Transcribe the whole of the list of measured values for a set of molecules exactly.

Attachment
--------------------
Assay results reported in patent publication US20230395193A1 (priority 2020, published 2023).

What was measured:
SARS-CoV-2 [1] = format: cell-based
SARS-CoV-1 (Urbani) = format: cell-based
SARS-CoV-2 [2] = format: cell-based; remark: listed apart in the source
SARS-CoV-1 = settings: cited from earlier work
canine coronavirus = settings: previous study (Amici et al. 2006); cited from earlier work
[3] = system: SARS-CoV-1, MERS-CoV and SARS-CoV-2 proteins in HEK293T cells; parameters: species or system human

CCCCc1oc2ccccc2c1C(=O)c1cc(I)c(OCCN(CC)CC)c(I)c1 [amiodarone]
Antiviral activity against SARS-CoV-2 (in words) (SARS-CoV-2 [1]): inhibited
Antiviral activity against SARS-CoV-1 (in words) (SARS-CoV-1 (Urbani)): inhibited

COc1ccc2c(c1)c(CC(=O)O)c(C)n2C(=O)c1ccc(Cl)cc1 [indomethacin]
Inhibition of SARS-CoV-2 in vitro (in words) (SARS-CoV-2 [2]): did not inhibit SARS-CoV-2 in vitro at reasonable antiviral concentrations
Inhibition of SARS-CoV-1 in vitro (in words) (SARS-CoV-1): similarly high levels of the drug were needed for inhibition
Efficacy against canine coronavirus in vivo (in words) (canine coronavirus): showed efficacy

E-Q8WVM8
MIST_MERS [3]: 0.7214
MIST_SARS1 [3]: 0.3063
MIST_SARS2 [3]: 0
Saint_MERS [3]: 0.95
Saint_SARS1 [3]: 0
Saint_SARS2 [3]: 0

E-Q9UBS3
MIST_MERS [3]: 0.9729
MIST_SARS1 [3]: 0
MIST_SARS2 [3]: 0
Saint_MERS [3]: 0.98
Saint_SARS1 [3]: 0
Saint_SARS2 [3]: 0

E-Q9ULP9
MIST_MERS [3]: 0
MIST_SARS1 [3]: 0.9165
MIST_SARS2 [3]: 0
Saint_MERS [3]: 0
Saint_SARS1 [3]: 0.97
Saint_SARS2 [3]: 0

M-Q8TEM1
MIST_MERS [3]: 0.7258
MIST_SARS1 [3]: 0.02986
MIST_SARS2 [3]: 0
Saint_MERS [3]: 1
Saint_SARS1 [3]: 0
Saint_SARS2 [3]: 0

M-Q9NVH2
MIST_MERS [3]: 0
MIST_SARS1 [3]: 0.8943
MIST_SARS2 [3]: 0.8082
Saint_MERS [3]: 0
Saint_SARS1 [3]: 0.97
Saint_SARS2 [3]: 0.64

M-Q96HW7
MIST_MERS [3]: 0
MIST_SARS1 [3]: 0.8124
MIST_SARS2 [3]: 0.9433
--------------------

Assay results reported in patent publication US20230395193A1 (priority 2020, published 2023).

What was measured:
SARS-CoV-2 [1] = format: cell-based
SARS-CoV-1 (Urbani) = format: cell-based
SARS-CoV-2 [2] = format: cell-based; remark: listed apart in the source
SARS-CoV-1 = settings: cited from earlier work
canine coronavirus = settings: previous study (Amici et al. 2006); cited from earlier work
[3] = system: SARS-CoV-1, MERS-CoV and SARS-CoV-2 proteins in HEK293T cells; parameters: species or system human

CCCCc1oc2ccccc2c1C(=O)c1cc(I)c(OCCN(CC)CC)c(I)c1 [amiodarone]
Antiviral activity against SARS-CoV-2 (in words) (SARS-CoV-2 [1]): inhibited
Antiviral activity against SARS-CoV-1 (in words) (SARS-CoV-1 (Urbani)): inhibited

COc1ccc2c(c1)c(CC(=O)O)c(C)n2C(=O)c1ccc(Cl)cc1 [indomethacin]
Inhibition of SARS-CoV-2 in vitro (in words) (SARS-CoV-2 [2]): did not inhibit SARS-CoV-2 in vitro at reasonable antiviral concentrations
Inhibition of SARS-CoV-1 in vitro (in words) (SARS-CoV-1): similarly high levels of the drug were needed for inhibition
Efficacy against canine coronavirus in vivo (in words) (canine coronavirus): showed efficacy

E-Q8WVM8
MIST_MERS [3]: 0.7214
MIST_SARS1 [3]: 0.3063
MIST_SARS2 [3]: 0
Saint_MERS [3]: 0.95
Saint_SARS1 [3]: 0
Saint_SARS2 [3]: 0

E-Q9UBS3
MIST_MERS [3]: 0.9729
MIST_SARS1 [3]: 0
MIST_SARS2 [3]: 0
Saint_MERS [3]: 0.98
Saint_SARS1 [3]: 0
Saint_SARS2 [3]: 0

E-Q9ULP9
MIST_MERS [3]: 0
MIST_SARS1 [3]: 0.9165
MIST_SARS2 [3]: 0
Saint_MERS [3]: 0
Saint_SARS1 [3]: 0.97
Saint_SARS2 [3]: 0

M-Q8TEM1
MIST_MERS [3]: 0.7258
MIST_SARS1 [3]: 0.02986
MIST_SARS2 [3]: 0
Saint_MERS [3]: 1
Saint_SARS1 [3]: 0
Saint_SARS2 [3]: 0

M-Q9NVH2
MIST_MERS [3]: 0
MIST_SARS1 [3]: 0.8943
MIST_SARS2 [3]: 0.8082
Saint_MERS [3]: 0
Saint_SARS1 [3]: 0.97
Saint_SARS2 [3]: 0.64

M-Q96HW7
MIST_MERS [3]: 0
MIST_SARS1 [3]: 0.8124
MIST_SARS2 [3]: 0.9433